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Language is a Living Organism
Martin Sereno (1991) has categorized analogies between the two fields into four categories, taking into the consideration the characteristics of the components in each domain: species and languages; genes and culture; organisms and concepts; and cells and persons. Victorri (2007:3) shows an example comparing the two fields; he makes an analogy between a language and a proteome (term combined of words protein and genome and is the entire complement of proteins) by stating that “we can define a language as ‘the whole set of sentences that can potentially be produced by a speaker’ and a proteome as ‘the whole set of proteins that can potentially be produced by an organism’” and he goes further with the analogy by comparing the size difference “between the set of sentences that can be produced by a speaker and the set of proteins that can be produced by an organism. The first set is often said to be infinite while the other is definitely finite, and in any case much smaller than the first one” (ibid.).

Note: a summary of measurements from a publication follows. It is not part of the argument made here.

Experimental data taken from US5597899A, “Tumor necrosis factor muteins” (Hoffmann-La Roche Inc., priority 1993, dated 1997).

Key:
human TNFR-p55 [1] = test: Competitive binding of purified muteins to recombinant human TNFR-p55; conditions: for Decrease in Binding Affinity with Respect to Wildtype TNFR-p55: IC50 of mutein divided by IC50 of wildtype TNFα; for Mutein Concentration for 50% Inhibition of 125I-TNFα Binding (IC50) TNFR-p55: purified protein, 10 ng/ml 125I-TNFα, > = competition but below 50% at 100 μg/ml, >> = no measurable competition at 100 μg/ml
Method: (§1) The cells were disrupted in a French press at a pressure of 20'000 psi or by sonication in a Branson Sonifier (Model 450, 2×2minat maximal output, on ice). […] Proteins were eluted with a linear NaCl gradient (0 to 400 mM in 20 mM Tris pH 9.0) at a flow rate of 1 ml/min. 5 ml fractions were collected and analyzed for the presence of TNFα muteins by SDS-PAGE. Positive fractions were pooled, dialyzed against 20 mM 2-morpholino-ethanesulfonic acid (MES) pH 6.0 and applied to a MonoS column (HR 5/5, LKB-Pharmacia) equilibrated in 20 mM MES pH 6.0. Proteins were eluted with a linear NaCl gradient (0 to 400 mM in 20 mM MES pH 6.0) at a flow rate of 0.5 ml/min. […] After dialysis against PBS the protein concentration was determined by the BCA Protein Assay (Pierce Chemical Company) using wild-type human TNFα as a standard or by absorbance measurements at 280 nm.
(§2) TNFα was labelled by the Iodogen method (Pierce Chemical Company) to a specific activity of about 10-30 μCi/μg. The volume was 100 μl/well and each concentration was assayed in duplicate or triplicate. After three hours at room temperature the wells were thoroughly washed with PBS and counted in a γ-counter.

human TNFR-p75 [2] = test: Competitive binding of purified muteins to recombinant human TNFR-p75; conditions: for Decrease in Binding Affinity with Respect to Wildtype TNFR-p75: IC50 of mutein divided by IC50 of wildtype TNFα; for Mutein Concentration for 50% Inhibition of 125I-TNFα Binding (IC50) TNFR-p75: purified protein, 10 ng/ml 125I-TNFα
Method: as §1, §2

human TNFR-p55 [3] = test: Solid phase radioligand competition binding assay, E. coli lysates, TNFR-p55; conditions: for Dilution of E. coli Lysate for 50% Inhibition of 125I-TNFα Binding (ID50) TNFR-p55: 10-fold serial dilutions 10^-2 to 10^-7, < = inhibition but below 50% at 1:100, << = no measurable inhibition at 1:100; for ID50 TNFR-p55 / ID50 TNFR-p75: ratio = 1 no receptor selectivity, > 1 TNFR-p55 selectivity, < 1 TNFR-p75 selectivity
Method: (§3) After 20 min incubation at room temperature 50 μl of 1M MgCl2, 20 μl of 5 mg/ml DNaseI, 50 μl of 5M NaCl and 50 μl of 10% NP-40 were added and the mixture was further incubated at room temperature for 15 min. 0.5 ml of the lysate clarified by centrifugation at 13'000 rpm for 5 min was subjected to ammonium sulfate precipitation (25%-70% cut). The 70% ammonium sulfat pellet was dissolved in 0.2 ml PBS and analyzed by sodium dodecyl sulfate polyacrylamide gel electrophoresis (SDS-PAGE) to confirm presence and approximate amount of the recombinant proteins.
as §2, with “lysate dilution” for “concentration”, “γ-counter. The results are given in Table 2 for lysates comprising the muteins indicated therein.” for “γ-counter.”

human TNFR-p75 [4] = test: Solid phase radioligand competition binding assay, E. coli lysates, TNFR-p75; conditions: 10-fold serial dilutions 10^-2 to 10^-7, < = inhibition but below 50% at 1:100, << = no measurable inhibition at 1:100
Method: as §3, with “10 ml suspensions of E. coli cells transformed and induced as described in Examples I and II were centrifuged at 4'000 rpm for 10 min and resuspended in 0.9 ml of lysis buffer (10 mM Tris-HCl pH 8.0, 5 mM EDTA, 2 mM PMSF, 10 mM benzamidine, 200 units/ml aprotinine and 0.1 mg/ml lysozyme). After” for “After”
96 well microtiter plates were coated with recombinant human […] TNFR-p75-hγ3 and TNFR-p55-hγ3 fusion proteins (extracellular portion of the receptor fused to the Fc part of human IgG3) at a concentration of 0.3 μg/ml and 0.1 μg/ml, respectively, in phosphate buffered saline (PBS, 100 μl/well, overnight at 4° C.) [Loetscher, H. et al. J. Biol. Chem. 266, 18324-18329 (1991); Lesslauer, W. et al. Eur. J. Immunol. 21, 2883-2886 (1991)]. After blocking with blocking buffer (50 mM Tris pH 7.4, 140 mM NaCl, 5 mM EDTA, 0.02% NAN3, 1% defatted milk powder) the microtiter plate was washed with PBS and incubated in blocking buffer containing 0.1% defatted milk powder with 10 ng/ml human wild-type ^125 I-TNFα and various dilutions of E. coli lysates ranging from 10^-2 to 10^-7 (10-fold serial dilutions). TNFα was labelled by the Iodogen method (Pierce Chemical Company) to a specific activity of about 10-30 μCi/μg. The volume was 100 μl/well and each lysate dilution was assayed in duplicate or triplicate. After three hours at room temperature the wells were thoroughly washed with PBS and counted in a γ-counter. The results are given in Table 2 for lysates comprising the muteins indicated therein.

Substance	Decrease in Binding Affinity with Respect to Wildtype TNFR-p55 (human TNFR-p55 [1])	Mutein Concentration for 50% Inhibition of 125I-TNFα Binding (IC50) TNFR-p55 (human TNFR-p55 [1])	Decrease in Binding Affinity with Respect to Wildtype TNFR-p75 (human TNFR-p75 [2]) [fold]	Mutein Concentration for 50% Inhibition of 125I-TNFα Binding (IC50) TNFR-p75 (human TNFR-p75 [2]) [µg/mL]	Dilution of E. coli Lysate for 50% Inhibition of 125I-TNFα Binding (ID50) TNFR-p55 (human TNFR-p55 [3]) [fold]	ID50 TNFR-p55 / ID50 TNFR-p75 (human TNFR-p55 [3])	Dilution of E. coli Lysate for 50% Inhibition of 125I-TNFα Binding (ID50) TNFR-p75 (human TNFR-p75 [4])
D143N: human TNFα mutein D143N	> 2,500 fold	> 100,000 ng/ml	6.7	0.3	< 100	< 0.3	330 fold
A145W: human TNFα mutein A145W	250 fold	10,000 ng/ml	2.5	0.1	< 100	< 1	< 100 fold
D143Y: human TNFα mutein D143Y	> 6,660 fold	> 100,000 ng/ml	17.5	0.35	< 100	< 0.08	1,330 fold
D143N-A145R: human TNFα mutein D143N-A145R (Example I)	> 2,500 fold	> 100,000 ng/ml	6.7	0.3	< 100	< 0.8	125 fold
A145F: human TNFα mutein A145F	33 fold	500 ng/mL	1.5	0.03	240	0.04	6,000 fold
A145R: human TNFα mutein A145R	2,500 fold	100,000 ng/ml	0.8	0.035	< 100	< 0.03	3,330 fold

According to Martin Lockley (2009) “in the 1850s August Schleicher proposed that languages are natural organisms which emerged independently of man’s will thus manifesting a cycle of growth and decay.” …
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